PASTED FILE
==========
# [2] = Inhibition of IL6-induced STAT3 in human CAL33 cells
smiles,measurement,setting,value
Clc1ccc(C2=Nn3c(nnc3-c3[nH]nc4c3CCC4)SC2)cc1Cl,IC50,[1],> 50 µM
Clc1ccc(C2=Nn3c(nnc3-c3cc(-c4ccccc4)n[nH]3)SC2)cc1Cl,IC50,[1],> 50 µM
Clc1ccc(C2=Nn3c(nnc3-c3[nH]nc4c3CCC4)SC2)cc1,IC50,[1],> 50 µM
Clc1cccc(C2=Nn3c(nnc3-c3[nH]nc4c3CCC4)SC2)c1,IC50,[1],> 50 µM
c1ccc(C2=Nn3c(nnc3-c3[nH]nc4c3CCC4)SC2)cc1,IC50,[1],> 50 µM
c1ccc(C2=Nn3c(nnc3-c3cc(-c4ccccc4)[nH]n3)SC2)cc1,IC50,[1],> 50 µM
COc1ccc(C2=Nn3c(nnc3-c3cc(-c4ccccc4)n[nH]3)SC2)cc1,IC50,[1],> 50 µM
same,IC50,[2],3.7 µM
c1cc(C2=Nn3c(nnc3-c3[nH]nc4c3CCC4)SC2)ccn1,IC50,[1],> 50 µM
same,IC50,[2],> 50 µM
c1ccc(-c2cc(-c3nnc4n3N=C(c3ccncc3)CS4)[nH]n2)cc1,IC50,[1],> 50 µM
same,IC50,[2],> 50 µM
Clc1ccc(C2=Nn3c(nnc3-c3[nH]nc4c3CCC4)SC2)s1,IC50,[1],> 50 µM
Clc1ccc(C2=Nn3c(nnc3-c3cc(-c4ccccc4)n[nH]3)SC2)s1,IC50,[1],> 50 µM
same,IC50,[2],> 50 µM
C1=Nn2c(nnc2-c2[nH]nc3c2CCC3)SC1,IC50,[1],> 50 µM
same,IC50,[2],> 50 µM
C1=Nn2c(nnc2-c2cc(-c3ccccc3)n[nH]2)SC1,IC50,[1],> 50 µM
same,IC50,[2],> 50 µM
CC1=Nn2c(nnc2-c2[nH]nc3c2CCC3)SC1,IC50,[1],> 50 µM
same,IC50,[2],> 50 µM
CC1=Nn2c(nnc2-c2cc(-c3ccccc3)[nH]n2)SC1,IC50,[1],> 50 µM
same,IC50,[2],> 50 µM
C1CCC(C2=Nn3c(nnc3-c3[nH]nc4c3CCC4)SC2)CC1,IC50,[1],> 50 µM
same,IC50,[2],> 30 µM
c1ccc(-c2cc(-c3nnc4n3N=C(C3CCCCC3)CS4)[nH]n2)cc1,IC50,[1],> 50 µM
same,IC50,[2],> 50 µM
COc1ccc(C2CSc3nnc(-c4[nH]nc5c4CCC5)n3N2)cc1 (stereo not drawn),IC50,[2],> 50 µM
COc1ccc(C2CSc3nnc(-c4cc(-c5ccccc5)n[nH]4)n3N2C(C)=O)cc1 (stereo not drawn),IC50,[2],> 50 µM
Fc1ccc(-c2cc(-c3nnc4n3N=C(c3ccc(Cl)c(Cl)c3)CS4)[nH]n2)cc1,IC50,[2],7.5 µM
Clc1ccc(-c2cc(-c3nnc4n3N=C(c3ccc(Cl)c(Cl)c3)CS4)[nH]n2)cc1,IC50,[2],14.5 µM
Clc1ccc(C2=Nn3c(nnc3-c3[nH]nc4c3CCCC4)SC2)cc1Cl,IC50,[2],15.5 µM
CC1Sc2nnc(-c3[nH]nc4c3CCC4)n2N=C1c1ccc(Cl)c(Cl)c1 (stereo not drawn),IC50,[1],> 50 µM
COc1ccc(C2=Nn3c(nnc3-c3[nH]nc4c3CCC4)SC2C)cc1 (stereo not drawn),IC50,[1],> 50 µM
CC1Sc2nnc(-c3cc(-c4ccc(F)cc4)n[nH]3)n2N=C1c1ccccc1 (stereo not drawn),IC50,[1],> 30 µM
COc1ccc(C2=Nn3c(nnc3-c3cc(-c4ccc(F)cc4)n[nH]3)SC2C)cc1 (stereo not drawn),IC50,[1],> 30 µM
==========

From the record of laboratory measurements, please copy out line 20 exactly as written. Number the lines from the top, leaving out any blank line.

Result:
C1=Nn2c(nnc2-c2cc(-c3ccccc3)n[nH]2)SC1,IC50,[1],> 50 µM